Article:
ENGLEWOOD, Colo. --Down the stretch, it's not just good enough for Trevor Siemian to be okay, average or adequate.
For the Broncos to maximize their potential, Siemian needs to grow. He can't just be the player throwing passes; he must lead and improve his own play.
"I would rate him like a lot of guys: He's got to get better," Kubiak said. "I want to see him continue to lead better and better with this football team. I want to see his play become more consistent. "He's got to continue to play big for this team," Kubiak added later. "Not OK; we need him to play big."
The first thing Siemian must do better is to protect the football. Two interceptions Sunday spiked his giveaway total to six in the last three games after he had just three in his first six starts.
Pressure is not an excuse.
"I don't like the fact that we've turned the ball over the last few weeks," Kubiak said. "He's in charge of the football, whether you're getting hit or not, you're in charge of the football.
"I want Trevor to play big. I don't want Trevor to play OK or good. I want Trevor to play big for this football team," Kubiak said, reiterating the point he'd made a moment earlier. "If he can do that and get the ball in the right spots and protect the ball, with the formula that we had going yesterday, I think some really good things can happen for this team.
"I have big expectations for him and he knows that."
But first Siemian -- and the entire team -- will have to recover during a much-needed bye.
SIEMIAN "BEAT UP" AFTER THE WIN**
Saints pass rushers hit the second-year quarterback 11 times Sunday -- six for sacks and five others on passes Siemian got away. Siemian went 3-of-5 for 29 yards with an interception on passes he attempted as he was hit.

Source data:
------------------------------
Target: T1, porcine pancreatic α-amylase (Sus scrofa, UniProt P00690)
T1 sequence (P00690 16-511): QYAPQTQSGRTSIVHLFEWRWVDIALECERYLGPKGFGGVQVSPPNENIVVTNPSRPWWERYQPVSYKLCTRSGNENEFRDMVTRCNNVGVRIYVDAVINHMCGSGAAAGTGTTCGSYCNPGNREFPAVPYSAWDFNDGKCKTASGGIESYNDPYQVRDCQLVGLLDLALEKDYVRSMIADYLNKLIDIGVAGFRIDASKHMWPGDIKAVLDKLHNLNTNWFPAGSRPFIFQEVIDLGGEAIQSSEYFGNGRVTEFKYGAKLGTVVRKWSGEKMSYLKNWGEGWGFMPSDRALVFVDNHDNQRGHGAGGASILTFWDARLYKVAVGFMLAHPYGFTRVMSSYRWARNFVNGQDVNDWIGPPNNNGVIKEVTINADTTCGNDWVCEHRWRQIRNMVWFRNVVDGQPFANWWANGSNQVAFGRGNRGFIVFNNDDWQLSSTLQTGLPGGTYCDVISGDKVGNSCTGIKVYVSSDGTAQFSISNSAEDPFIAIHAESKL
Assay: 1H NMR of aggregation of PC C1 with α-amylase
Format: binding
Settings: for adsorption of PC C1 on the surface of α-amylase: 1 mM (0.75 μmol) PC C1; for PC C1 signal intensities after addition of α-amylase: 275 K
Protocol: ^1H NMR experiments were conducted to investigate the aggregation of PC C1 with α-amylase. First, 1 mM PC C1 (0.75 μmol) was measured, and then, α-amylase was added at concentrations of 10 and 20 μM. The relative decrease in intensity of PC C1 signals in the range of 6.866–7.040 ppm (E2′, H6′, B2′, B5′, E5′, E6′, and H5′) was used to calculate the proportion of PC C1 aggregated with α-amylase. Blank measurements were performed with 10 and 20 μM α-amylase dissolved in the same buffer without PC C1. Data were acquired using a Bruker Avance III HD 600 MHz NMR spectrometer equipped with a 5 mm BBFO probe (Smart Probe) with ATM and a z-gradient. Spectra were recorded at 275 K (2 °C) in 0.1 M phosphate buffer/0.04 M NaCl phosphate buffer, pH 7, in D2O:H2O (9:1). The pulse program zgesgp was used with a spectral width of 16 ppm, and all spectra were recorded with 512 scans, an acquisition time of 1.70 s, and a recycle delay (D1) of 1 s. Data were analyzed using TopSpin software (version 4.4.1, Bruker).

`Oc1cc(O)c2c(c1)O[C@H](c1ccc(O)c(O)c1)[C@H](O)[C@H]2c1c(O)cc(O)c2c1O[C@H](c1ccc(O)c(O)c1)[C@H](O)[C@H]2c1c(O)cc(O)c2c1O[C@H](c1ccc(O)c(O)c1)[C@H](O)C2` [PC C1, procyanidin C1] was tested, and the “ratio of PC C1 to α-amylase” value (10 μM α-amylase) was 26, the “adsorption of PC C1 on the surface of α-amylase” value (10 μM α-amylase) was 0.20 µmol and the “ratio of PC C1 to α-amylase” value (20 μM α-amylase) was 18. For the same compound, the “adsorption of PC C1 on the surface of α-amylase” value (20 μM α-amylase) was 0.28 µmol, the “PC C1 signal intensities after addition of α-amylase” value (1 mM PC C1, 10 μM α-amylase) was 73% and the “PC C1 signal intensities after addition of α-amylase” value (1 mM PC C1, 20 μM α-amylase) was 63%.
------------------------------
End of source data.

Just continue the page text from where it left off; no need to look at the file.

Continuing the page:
Not all of the hits were simply the fault of the Broncos' protection scheme.
"Some of them, he's got to take responsibility for," Kubiak said. "We've got to make sure he's stepping up in the pocket and doing those type of things."
But Siemian's dropbacks, particularly in the shotgun formation, can leave him too deep, and poorly positioned to avoid contact in the pocket.
"He gets on the road, it gets loud, we get in the [shot]gun and you start getting away from the center a little too far, and now all of a sudden you're back there, you're hitting 11 yards -- well, we're not going to be able to protect you if you're doing that," Kubiak said.
Kubiak added that Siemian also occasionally is "drifting" in the pocket, a critique he made of Brock Osweiler late last season after a spate of sacks.
"Sometimes his depth is bad in the shotgun. It's something we've got to work on," Kubiak said. "When it's good, he's stepping up, [but] sometimes he's drifting and getting hit. It's something we're addressing -- and we have been addressing for about a month."
LEADERSHIP BY EXAMPLE**
Siemian's growing leadership qualities are already in evidence, both in his persistence playing through the sore shoulder and his willingness to shake off the hits and not focus on blame. Instead, he consistently turns his focus to the next play.
"He will sit in there and get hit right in the mouth and make a play," Kubiak said. "That is a great characteristic of a quarterback, because you have to do that sometimes."